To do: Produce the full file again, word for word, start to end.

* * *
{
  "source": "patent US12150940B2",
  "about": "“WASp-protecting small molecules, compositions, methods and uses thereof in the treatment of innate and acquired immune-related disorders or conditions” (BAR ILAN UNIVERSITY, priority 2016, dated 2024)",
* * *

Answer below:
{
  "source": "patent US12150940B2",
  "about": "“WASp-protecting small molecules, compositions, methods and uses thereof in the treatment of innate and acquired immune-related disorders or conditions” (BAR ILAN UNIVERSITY, priority 2016, dated 2024)",